Dr. Schwemer said that he had mixed feelings in deciding to retire. “It’s an exciting time in the field of mental health. Very soon, the technology will allow us to see the areas of the brain that are causing problems, leading to new ways to diagnose and treat mental illness. I’ll miss being involved in those new and exciting developments.”

What’s next for Dr. Schwemer? “Everyone I know who is retired tells me how much they appreciate the freedom they have to do all kinds of different things,” he said. “There is a lot going on in Winona that I’d like to get involved with, such as the Shakespeare Festival, and now I’ll have more time to do that kind of thing.”

Before he retires. Dr. Schwemer will help welcome psychiatrist Leo Passov, MD, to Winona Health. Dr. Passov joined Winona Health on May 4. Psychiatrist Mark Midthun, MD, will join Winona Health in June.

Those who would like to send a retirement message to Dr. Schwemer through the Winona Health website can so here.

Welcome Leo Passov, MD, to Behavioral Health

Leo Passov, MD

Leo Passov, MD

Leo Passov, MD, joined the Winona Health Behavioral Health team and will work with individuals in inpatient Behavioral Health and outpatient Psychiatric & Counseling Services.

“One of the reasons I chose Winona Health is because so many healthcare systems are getting too big. I like the way Winona Health sticks to its values, focuses on caring for its community and truly strives for excellence.”

Dr. Passov is experienced in adult psychiatry assessment and medication follow along. He provided care for patients with serious and persistent mental illness at the Rochester Community Behavioral Hospital and Zumbro Valley Health Center in Rochester, Minn. He has a special interest in inpatient care, and in bringing new services to the community.

Dr. Passov earned his medical degree at the University of Wisconsin School of Medicine in Madison, Wis. He completed residency in General Psychiatry at Mayo Clinic in Rochester, Minn., and is a diplomat of the American Board of Psychiatry and Neurology, a member board of the Board of Medical Specialties.

When asked why he chose to become a psychiatrist, Dr. Passov said, “I like the breadth and the unique insights of this specialty. There are many ways to help people through taking a comprehensive view of the person’s health, one that includes brain functioning component.”

In his free time, Dr. Passov enjoys computer programming and electronics design. He also likes to travel.

To make an appointment with Dr. Passov, please call Winona Health Psychiatric & Counseling Services at 507.454.2606.

 

 

All Stressed up and Nowhere to go? Free Health Talk

Winona Health is here to help!

Get tips for handling stress at Winona Health’s free Health Talk: All stressed up and nowhere to go, Thursday, May 21, 5:30 – 6:30 p.m. The program will be in the B.A. Miller Auditorium on the hospital 3rd floor at Winona Health, 855 Mankato Avenue in Winona.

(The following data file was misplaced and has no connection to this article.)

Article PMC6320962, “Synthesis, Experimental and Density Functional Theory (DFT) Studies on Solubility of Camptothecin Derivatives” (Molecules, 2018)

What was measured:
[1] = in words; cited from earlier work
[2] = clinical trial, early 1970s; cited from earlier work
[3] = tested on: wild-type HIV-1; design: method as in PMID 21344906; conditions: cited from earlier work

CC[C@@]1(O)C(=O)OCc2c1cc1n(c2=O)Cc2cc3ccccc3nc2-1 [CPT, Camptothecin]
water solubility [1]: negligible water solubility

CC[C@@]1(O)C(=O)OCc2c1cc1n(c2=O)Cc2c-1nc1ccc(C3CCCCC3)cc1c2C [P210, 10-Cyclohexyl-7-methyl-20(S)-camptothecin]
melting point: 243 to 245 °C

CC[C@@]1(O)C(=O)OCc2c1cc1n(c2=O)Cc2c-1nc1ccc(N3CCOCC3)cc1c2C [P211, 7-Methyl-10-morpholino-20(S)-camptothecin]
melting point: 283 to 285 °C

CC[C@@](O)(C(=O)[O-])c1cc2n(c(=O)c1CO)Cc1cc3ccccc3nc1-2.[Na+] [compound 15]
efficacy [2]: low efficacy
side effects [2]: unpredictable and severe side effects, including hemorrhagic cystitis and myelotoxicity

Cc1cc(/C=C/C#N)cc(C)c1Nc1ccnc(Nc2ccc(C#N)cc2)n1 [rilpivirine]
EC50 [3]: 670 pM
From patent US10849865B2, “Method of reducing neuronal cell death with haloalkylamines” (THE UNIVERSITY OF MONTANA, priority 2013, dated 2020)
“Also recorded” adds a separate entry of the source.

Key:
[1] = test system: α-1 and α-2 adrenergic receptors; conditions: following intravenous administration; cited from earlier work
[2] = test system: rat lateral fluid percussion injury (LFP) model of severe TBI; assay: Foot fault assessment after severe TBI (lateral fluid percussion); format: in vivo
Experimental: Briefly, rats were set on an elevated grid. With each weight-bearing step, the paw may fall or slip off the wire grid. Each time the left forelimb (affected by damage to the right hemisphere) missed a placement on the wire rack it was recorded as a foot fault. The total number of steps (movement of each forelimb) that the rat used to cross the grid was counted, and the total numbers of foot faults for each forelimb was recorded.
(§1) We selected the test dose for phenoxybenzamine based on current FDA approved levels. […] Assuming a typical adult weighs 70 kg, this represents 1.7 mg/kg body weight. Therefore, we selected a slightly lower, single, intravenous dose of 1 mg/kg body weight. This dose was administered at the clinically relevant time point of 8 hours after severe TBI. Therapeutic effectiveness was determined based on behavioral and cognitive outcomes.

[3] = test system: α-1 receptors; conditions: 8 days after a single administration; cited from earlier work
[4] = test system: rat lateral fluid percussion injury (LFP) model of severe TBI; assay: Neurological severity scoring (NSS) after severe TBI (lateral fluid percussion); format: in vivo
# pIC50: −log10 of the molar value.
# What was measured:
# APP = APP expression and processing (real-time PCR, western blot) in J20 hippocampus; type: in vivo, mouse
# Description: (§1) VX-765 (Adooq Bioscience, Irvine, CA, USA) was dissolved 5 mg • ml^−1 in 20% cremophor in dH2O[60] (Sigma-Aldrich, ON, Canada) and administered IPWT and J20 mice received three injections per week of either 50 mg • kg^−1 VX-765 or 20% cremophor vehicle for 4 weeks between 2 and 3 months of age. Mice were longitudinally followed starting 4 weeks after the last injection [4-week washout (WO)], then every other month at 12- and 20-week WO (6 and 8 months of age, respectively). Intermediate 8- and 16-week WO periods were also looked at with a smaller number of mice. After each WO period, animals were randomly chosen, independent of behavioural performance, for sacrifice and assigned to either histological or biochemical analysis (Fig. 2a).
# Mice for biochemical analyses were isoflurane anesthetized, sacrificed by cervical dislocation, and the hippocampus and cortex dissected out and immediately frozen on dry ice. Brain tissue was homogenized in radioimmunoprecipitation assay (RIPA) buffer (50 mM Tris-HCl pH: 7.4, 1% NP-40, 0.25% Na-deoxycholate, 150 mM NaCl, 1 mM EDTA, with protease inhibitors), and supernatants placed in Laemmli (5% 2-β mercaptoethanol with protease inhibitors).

Your body is equipped to deal with normal amounts of stress; however, when you experience prolonged states of stress, it can have a negative impact on your mental and physical health. Studies have found that almost half of all adults suffer from stress-related health issues.

“Unrelieved stress can contribute to numerous health issues, including headaches, high blood pressure, fatigue, depression, chest pain, heart disease, obesity, and diabetes,” says Cassie Boddy, MSW, LGSW, a social worker at Winona Health. “The good news is: there are many activities and techniques that can help you to manage your stress and keep it at a healthy level.”

Get helpful information about managing stress at Winona Health’s free Health Talk: All Stressed up and Nowhere to Go, Thursday, May 21, 5:30 – 6:30 p.m.

It’s free for Winona Health Spirit of Women members (Spirit membership is free and there are several benefits—sign up online or at the event). Men are also welcome to attend.

Click below or call 507.457.4161 for more information.

RSVPAbout Spirit

 

 

Free Healthcare Directives program

Learn how to make your wishes known

The Winona Health Auxiliary will hold an informational program about Healthcare Directives on Monday, March 18, from 6:30 to 7:30 p.m. in the Parkview Conference Room on the hospital first floor at Winona Health, 855 Mankato Avenue in Winona.

The primary purpose of a Healthcare Directive is to allow individuals to retain control over their care, even after losing the ability to speak on their own behalf. Trained and certified Winona Health Auxiliary volunteers facilitate this program using authorized forms. The session covers both Minnesota and Wisconsin Healthcare Directives.

A follow-up session for those who have questions or would like to compete or have their directive reviewed will be held Monday, June 1, from 6:30 to 7:30 p.m. in the same location.

These sessions are free and open to the public. No advanced registration is required. All adults age of 18 and older are encouraged to complete a Healthcare Directive.

Winona Health Auxiliary Healthcare Directive facilitators are also available to give presentations to community groups. For more information, call the Winona Health Volunteer Services Office at 507.474.3328.